Officer injured in London Bridge terror attack promises to catch up on tea rounds as he returns to work
An officer who risked his life protecting people during the London Bridge terror attack has returned to work.
Police Constable Wayne Marques was stabbed multiple times as he ran at knife-wielding terrorists carrying only his baton in June last year.
Since then he has attended multiple rehabilitation programmes to help him recover – and on Friday (August 31), he returned to work at British Transport Police (BTP) for the first time since the attack.
While his rehabilitation continues, he will carry out light duties in South London and will not work in uniformed operational roles.
PC Marques said: “Coming back to work has always been a goal of mine and I have been determined to reach this stage, returning to a sense of normality and routine.
“It feels surreal walking back through the doors but I am thrilled to get back to what I love doing. I know there is still a long road ahead of me before I can put the operational uniform back on, but with time I hope I can reach that stage.
“Of course, I wouldn’t be here without the overwhelming help and support of my friends, family and my colleagues at BTP. They’ve been there when things got tough and I would like to thank them for this. I must and will not forget everyone that got me to where I am today, I certainly need to catch up on the amount of tea rounds I have missed!”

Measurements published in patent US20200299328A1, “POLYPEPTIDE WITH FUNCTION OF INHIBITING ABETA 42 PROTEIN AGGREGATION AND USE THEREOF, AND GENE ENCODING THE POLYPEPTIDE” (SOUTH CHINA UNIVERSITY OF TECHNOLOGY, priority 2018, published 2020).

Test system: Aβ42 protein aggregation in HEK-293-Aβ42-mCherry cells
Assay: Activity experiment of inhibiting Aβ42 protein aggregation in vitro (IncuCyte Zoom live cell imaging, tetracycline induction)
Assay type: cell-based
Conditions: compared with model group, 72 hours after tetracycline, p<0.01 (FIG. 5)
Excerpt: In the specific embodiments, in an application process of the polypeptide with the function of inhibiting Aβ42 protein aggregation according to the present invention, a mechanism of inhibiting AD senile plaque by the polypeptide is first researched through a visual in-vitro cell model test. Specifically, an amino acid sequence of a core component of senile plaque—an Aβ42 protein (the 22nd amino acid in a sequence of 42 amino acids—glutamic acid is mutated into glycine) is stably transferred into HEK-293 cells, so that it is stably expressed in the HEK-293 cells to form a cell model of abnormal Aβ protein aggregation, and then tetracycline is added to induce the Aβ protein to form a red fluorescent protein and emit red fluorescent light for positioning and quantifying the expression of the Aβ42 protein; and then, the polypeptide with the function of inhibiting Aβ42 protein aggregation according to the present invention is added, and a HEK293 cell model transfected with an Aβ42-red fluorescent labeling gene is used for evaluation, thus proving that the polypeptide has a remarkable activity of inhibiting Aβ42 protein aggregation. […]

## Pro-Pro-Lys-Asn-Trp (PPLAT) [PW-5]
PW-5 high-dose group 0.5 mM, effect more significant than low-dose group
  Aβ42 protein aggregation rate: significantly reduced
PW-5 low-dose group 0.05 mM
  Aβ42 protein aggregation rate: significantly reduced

Eight people died on June 3 last year when three terrorists drove at pedestrians on London Bridge before launching a knife attack in London’s Borough Market.
PC Marques was stabbed in the head, leg and hand while trying to detain them with his baton, leaing him with major injuries, including temporary blindness in one eye.
He spent almost three weeks in hospital after the attack.
Last month, it was announced he would be awarded the George Medal for his heroism during the incident.
Chief Constable Paul Crowther described PC Marques’ determination and hard work during his rehabilitation as “truly inspiring”.
“Wayne is a credit to the force and he undoubtedly exemplifies the very best in British policing. I wish him all the best as he continues to rebuild his strength in his recovery,” he added.
“I would also like to pay tribute to the many people who have helped Wayne’s recovery, including the team at Kings College hospital, Hedley Court, the Police Treatment Centre, our own occupational health teams, and of course the support of his colleagues.”